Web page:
Reading Time: 4 minutes
Single page apps deliver fantastically rich user experiences, and they open up an entirely different avenue for continuous deployment. Separating out a front-end application from the server is a sound strategy for breaking up the responsibilities of the team. Maintaining a separate front-end code base allows teams to iterate on features quickly and interact through formalized contracts in the form of an API.
Not everything about delivering static assets is so rosy though. There are hosting and delivery pitfalls that your team should be aware of before embarking on continuously deploying static assets. Here are some tips for effectively deploying statically hosted applications iteratively, safely, and most importantly, efficiently.
1. Package and Deploy Using State of the Art Tools
If your team has decided to deploy client and server code independently, there’s a good chance that the server isn’t written in Node. That doesn’t stop you from using Node and NPM to build and package your application! You’re free to use state of the art tools for packaging and development, regardless of your server-side framework.
Once your build and testing process is independent of a server framework, it frees up the delivery process as well. After the front-end application passes integration testing, the CI server can build a production release (see tip number two) and deliver it directly for distribution (see tip number five).
2. Minification, Compression, and Source Maps Are Not Optional
Deploying a single page app means more than uploading concatenated code to a server. It deserves all the byte-saving care and attention you would give to the assets served up by a production-grade web framework. That means it should be minified, compressed, and most certainly includes source maps.
3. Optimize Code and Style Delivery
This may be slightly controversial given the recent trend toward declaring styles along side view components, but there’s a trade off to bundling styles along with code.
Typically a browser can download the CSS and JS files in parallel, lowering the time until first paint after load. That performance boost isn’t possible when all of the assets are bundled together. Instead, all of the styles and code are smashed together in a single large file, and clients end up staring at a blank screen while they wait for assets to download.
It complicates the delivery process slightly to have multiple files, but the size and performance benefits are worth the trouble.
4. Deliver Separate Bundles
Unless you are an ultra purist, every packaged application is composed of both library modules and application code. Chances are that your application code changes much more frequently than library modules. When you serve up a giant concatenated bundle, the client is forced to download everything fresh with every minor change, no matter how small it is. Application bundles routinely push a 3MB payload, which is a lot of code to download again just because a few lines of application code changed.
To avoid this issue, you should separate your application into at least two bundles: one for concatenated library code and another for application code. In the bright future of HTTP/2 connection parallelism, individual files may be served up in parallel, and this sort of planning won’t be necessary. For right now, a bit of asset bundle splitting will speed up the experience for your users on every release.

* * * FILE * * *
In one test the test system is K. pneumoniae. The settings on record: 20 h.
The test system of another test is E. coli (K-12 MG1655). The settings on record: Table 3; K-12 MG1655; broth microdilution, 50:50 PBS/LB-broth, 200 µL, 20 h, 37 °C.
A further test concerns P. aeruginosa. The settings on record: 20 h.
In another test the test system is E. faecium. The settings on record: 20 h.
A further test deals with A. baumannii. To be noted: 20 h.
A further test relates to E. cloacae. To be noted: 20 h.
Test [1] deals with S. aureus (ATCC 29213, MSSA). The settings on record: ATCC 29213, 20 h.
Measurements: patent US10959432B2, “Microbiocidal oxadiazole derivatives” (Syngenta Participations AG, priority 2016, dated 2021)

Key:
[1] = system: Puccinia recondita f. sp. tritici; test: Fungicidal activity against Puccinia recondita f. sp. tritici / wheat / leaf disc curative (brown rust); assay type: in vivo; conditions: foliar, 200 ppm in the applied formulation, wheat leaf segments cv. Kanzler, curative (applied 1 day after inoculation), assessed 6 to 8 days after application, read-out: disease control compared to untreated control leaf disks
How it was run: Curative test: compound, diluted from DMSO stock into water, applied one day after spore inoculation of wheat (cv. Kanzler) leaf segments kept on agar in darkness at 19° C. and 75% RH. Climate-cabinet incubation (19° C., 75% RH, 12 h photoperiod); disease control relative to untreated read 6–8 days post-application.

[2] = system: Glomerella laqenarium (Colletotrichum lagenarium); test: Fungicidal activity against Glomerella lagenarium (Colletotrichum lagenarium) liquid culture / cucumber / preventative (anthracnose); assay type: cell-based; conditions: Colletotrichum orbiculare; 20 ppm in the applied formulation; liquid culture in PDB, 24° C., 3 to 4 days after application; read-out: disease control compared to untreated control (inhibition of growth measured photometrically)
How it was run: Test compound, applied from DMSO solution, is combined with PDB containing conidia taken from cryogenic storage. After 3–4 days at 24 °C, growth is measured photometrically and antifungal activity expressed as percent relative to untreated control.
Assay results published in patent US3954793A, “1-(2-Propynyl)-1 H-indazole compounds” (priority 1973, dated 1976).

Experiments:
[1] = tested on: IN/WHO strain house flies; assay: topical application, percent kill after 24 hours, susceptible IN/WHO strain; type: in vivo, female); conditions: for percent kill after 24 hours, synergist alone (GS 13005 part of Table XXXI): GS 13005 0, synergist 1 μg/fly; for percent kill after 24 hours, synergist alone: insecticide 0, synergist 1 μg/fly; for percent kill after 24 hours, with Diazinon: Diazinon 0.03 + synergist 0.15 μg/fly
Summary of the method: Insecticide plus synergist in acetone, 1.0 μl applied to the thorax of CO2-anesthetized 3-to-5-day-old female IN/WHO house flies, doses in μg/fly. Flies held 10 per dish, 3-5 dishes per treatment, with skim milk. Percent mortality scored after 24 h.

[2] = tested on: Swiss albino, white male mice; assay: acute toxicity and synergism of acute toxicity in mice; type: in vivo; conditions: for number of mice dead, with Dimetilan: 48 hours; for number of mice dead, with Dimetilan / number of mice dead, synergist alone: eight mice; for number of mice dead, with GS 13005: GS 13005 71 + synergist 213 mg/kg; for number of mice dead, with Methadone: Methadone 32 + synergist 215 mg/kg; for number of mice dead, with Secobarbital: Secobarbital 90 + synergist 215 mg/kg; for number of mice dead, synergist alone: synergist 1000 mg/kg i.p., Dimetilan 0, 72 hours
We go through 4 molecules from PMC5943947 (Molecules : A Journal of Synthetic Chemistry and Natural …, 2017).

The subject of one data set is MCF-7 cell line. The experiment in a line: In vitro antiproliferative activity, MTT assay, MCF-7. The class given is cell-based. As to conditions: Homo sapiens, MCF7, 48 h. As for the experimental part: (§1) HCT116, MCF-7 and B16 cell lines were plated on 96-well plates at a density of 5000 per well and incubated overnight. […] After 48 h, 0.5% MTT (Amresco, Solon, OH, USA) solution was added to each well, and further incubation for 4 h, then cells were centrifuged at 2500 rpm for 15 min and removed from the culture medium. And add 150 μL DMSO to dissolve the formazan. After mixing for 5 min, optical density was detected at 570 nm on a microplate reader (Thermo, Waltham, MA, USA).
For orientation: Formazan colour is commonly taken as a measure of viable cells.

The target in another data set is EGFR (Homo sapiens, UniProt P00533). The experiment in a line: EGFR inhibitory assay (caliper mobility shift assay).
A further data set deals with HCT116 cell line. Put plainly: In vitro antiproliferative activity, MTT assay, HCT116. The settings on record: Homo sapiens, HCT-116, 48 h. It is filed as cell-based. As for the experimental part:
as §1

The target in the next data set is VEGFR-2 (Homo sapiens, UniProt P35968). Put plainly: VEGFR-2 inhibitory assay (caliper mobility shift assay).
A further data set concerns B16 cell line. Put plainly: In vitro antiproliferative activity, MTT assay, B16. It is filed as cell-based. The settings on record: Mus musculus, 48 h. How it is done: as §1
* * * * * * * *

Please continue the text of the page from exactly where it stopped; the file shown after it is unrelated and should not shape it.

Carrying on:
5. Get Friendly With a Content Distribution Network
Serve static applications from a content distribution network. This allows clients to keep pointing at the same URL while maintaining caching semantics. It also allows you to perform invalidations when you release code, despite the lack of asset fingerprinting. An invalidation updates the cached version of the application that’s held at each edge server, the servers that actually serve the application to clients.
Be warned, invalidations can be slow, taking 10 minutes or more on Amazon CloudFront. This unpredictable asynchronous behavior is part of why extra care has to be taken around versioning and releases.
6. Continuity Knows No Version
Don’t rely on users reloading their browser. Assume that some users will be running older versions of the app, and be prepared to handle requests from deprecated features. Consider releases as a continuum of changes and decide how long your release cycle is.
At a certain point it isn’t practical to support every old release and the bugs they may have contained. Unless you are deploying to a kiosk with an especially infrequent update cycle, you can safely assume users will reload once a week.
7. Roll Features Out Gradually
Use feature flags to roll features out gradually. Ember is a stellar example of shipping code with features available, but it’s disabled by default. The code is live and in production, but most people aren’t using it. Once it has been vetted in the wild, with staff or with a fraction of your users, you can release a new version with the feature enabled.
The same approach is often used when releasing server side code, but the stakes are higher with statically hosted single page apps. A gradual approach is crucial because rolling code back can only be as fast as your CDN’s invalidation period. That means you could have a botched release in production for 10 minutes or more without being able to revoke it.